Length: 26.9 mi / 43.3 km
Type: Loop
Difficulty: Moderate
Elevation Gain: 1519 ft / 463 m
Location: Cedar Breaks Park
Estimated Hiking Calorie Burn: 9800 calories
More Details: See on AllTrails

The Lone Star Hiking Trail is a moderate 26.9-mile loop near Georgetown, taking around 9 hours. Go clockwise starting at Tejas Park for the least rocky start/finish. Popular for backpacking with campsites from Russell to Cedar Breaks Parks. Traverses parks like Overlook and Cedar Breaks through classic Hill Country scenery. Avoid heat and bring bug spray.

5. McKittrick Canyon Trail

Striking contrast of verdant green grass in the foreground against a rugged brown mountain backdrop under a vivid blue sky

Length: 21.3 mi / 34.3 km
Type: Out and back
Difficulty: Hard
Elevation Gain: 4074 ft / 1242 m
Location: Guadalupe Mountains National Park
Estimated Hiking Calorie Burn: 9700 calories
More Details: See on AllTrails

The McKittrick Canyon Trail is a strenuous 21.3-mile out-and-back in Guadalupe Mountains National Park, taking around 10 hours. It travels the length of scenic McKittrick Canyon to the Tejas Trail intersection, passing highlights like The Notch rock formation. Can extend into a loop or point-to-point using other trails. Camp at McKittrick for solitude and dark skies.

Annual Weather Averages

Texas experiences a diverse climate with hot summers and mild to cool winters. Here’s a broad overview:

  • Summer (June to August): Expect hot temperatures, often exceeding 90°F (32°C) or more, especially in central and southern parts of the state. Summers can be quite humid, and there’s a chance of thunderstorms.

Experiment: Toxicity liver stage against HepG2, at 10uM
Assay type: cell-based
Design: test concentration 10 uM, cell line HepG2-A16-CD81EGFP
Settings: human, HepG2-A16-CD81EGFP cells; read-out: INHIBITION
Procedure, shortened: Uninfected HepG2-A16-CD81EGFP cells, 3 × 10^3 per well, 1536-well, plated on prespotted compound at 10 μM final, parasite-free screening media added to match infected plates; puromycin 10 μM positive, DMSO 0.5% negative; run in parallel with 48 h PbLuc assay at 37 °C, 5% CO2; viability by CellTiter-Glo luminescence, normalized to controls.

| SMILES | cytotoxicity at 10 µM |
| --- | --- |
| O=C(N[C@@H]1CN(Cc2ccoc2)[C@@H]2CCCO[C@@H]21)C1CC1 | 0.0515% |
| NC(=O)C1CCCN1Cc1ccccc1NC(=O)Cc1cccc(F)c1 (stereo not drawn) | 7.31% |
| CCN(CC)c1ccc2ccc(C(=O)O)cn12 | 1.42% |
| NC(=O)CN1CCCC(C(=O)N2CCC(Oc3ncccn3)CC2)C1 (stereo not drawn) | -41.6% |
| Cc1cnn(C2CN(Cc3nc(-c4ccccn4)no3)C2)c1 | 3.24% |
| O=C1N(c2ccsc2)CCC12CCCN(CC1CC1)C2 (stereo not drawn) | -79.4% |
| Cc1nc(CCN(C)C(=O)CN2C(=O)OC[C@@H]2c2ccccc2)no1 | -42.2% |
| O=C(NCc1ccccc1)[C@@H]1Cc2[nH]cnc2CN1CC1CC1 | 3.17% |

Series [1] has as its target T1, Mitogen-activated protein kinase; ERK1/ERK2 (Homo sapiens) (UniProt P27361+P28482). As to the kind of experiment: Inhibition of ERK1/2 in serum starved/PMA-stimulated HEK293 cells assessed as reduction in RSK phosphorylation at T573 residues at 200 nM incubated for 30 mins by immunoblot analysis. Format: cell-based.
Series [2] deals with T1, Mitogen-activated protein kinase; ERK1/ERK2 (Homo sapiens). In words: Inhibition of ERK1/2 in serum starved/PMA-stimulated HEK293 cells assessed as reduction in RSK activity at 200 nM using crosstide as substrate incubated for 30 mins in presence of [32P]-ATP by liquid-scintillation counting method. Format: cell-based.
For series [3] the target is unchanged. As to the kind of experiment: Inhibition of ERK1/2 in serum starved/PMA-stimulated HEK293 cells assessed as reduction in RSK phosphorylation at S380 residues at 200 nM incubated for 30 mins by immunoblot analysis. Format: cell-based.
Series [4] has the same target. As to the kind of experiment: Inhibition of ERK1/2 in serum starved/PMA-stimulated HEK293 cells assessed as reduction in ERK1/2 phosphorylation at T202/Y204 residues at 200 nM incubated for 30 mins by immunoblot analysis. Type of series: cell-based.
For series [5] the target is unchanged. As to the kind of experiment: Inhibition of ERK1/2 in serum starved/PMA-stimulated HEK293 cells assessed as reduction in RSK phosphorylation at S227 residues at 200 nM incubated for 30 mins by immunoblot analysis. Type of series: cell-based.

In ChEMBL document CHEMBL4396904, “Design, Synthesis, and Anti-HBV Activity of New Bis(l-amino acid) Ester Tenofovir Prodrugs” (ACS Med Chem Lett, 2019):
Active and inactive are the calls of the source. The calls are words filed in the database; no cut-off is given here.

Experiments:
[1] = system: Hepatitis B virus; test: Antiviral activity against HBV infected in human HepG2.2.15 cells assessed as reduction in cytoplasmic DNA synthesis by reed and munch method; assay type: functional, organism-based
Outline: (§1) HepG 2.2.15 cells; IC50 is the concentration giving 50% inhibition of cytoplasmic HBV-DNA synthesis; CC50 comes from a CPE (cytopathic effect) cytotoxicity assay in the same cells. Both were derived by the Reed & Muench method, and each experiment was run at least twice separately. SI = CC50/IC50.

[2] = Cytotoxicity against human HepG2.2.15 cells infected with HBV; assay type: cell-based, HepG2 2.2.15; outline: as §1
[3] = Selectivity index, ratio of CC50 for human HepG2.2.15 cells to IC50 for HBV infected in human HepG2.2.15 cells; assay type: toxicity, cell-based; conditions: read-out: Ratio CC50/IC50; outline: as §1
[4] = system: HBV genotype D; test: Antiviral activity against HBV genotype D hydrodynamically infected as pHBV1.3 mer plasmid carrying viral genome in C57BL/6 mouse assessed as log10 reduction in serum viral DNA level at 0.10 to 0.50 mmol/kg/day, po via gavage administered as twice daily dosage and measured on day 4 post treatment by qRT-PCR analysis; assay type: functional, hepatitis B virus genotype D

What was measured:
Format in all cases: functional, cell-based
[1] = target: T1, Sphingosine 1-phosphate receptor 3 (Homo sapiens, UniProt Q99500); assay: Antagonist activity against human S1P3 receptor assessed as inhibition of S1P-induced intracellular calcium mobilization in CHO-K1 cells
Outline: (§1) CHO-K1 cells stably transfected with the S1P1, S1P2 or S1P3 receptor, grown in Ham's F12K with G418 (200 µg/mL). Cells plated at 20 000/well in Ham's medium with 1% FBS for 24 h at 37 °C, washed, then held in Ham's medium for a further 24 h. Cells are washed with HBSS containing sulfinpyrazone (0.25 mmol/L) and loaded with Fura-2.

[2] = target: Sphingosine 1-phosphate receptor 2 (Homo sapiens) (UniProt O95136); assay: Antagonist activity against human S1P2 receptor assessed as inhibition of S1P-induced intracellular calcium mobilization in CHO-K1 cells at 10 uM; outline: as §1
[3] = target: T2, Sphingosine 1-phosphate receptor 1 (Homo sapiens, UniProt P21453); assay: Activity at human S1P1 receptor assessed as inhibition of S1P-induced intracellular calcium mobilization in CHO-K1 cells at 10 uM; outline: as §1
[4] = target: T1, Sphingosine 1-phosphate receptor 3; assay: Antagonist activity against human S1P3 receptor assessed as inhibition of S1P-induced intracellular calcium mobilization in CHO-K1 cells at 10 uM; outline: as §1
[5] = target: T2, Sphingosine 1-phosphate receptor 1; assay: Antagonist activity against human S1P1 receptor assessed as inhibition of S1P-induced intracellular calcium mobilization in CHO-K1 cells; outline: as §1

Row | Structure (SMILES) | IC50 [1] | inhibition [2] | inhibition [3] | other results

• Fall (September to November): Fall brings milder temperatures, ranging from warm to cool. It’s a popular time for outdoor activities, including backpacking. However, temperatures can still be warm in September.
  • Winter (December to February): Winters are generally mild in Texas, with temperatures varying by region. The northern parts may experience cooler temperatures, occasionally dropping below freezing, while the southern areas remain relatively mild.
  • Spring (March to May): Spring is a pleasant time for backpacking, with mild to warm temperatures. It’s advisable to check for potential rain and thunderstorms, especially in late spring.

Before making your gear selection, take a look at the weather statistics for Texas (Huntsville):

High °F616572798591939489807062
Low °F424652596772749468605144
Rainy Days87881011998888
Note: This table is approximate; weather can change with altitude. Keep in mind that Texas is a large state with diverse landscapes, so conditions can vary.

Alternative Backpacking Destinations